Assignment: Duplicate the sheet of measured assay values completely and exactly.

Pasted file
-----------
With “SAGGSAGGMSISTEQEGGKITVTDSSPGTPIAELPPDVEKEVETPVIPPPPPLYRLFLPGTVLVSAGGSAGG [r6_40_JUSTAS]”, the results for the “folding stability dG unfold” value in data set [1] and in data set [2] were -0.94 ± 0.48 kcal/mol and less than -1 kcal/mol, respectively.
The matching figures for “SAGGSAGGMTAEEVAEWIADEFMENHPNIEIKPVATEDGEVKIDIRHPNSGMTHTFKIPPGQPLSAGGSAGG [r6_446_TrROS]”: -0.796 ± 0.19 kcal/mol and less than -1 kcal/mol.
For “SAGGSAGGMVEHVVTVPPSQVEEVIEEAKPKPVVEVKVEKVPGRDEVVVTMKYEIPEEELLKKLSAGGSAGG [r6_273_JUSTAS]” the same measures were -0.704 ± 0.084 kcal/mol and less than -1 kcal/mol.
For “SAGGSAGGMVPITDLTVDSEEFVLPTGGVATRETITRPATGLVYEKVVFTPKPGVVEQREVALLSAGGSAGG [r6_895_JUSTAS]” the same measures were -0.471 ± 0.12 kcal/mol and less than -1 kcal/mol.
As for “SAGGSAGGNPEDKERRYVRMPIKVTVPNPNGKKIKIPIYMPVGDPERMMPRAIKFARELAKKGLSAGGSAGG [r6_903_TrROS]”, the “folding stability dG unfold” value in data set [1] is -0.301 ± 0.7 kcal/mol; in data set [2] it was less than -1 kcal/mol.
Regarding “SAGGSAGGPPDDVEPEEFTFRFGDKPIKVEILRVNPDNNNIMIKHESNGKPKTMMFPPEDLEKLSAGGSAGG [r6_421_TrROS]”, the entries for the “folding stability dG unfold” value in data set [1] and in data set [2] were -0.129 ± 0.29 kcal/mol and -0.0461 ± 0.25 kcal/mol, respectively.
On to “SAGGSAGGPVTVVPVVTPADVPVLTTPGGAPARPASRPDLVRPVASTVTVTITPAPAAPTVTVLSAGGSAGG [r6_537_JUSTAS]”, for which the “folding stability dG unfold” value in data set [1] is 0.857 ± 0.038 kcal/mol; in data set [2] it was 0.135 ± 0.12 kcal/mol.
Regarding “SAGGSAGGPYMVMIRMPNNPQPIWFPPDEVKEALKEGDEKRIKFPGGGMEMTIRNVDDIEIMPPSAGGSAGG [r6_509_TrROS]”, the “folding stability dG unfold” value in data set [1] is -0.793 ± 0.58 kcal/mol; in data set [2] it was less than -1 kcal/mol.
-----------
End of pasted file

With “SAGGSAGGMSISTEQEGGKITVTDSSPGTPIAELPPDVEKEVETPVIPPPPPLYRLFLPGTVLVSAGGSAGG [r6_40_JUSTAS]”, the results for the “folding stability dG unfold” value in data set [1] and in data set [2] were -0.94 ± 0.48 kcal/mol and less than -1 kcal/mol, respectively.
The matching figures for “SAGGSAGGMTAEEVAEWIADEFMENHPNIEIKPVATEDGEVKIDIRHPNSGMTHTFKIPPGQPLSAGGSAGG [r6_446_TrROS]”: -0.796 ± 0.19 kcal/mol and less than -1 kcal/mol.
For “SAGGSAGGMVEHVVTVPPSQVEEVIEEAKPKPVVEVKVEKVPGRDEVVVTMKYEIPEEELLKKLSAGGSAGG [r6_273_JUSTAS]” the same measures were -0.704 ± 0.084 kcal/mol and less than -1 kcal/mol.
For “SAGGSAGGMVPITDLTVDSEEFVLPTGGVATRETITRPATGLVYEKVVFTPKPGVVEQREVALLSAGGSAGG [r6_895_JUSTAS]” the same measures were -0.471 ± 0.12 kcal/mol and less than -1 kcal/mol.
As for “SAGGSAGGNPEDKERRYVRMPIKVTVPNPNGKKIKIPIYMPVGDPERMMPRAIKFARELAKKGLSAGGSAGG [r6_903_TrROS]”, the “folding stability dG unfold” value in data set [1] is -0.301 ± 0.7 kcal/mol; in data set [2] it was less than -1 kcal/mol.
Regarding “SAGGSAGGPPDDVEPEEFTFRFGDKPIKVEILRVNPDNNNIMIKHESNGKPKTMMFPPEDLEKLSAGGSAGG [r6_421_TrROS]”, the entries for the “folding stability dG unfold” value in data set [1] and in data set [2] were -0.129 ± 0.29 kcal/mol and -0.0461 ± 0.25 kcal/mol, respectively.
On to “SAGGSAGGPVTVVPVVTPADVPVLTTPGGAPARPASRPDLVRPVASTVTVTITPAPAAPTVTVLSAGGSAGG [r6_537_JUSTAS]”, for which the “folding stability dG unfold” value in data set [1] is 0.857 ± 0.038 kcal/mol; in data set [2] it was 0.135 ± 0.12 kcal/mol.
Regarding “SAGGSAGGPYMVMIRMPNNPQPIWFPPDEVKEALKEGDEKRIKFPGGGMEMTIRNVDDIEIMPPSAGGSAGG [r6_509_TrROS]”, the “folding stability dG unfold” value in data set [1] is -0.793 ± 0.58 kcal/mol; in data set [2] it was less than -1 kcal/mol.